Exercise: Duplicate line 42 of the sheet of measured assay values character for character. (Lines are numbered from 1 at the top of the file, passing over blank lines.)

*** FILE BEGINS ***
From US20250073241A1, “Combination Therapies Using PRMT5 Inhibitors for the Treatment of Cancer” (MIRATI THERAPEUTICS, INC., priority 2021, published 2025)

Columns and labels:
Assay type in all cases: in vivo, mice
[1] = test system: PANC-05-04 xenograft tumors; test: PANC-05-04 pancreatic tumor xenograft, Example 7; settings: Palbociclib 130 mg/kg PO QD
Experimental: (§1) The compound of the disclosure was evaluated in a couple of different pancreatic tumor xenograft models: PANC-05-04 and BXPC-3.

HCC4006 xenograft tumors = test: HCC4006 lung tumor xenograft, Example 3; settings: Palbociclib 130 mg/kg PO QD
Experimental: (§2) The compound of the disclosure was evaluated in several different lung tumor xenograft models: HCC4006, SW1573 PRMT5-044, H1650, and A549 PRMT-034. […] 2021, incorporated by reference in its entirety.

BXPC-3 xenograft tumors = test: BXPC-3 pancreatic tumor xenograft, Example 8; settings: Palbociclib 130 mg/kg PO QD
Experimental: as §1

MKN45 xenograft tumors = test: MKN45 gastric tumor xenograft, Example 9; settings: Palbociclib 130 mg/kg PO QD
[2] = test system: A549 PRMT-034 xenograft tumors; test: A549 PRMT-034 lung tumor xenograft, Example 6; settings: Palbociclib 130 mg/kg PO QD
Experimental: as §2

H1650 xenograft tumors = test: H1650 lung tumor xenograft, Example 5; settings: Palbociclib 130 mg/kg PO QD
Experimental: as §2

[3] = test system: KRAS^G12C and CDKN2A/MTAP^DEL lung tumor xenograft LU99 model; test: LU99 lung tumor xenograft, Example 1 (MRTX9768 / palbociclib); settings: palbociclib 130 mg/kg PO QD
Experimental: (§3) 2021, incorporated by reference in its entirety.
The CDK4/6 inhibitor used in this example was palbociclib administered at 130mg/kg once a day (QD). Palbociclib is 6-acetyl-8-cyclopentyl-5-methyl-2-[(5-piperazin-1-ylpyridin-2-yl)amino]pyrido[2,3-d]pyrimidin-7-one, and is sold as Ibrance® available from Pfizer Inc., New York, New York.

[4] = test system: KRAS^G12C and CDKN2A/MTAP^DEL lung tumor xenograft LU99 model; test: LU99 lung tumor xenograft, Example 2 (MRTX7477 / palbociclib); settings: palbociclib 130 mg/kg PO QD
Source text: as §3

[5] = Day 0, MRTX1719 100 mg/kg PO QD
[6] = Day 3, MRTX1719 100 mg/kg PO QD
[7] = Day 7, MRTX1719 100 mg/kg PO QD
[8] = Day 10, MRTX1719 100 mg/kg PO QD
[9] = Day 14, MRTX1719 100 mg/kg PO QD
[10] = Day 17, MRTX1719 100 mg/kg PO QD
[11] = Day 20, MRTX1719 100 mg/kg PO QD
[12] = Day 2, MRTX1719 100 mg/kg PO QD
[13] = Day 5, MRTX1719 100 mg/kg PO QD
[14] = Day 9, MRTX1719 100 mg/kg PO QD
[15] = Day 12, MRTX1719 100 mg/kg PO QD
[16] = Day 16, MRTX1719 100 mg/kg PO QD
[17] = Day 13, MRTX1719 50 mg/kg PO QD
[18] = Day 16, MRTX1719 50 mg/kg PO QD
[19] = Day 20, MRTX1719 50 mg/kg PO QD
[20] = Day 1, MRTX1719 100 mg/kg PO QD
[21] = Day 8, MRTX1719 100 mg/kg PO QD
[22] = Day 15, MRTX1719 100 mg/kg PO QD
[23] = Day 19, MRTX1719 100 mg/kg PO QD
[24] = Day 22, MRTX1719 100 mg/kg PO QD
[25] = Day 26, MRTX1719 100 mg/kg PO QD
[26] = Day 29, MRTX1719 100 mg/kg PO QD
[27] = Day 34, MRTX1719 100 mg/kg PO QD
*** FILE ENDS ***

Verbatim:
[27] = Day 34, MRTX1719 100 mg/kg PO QD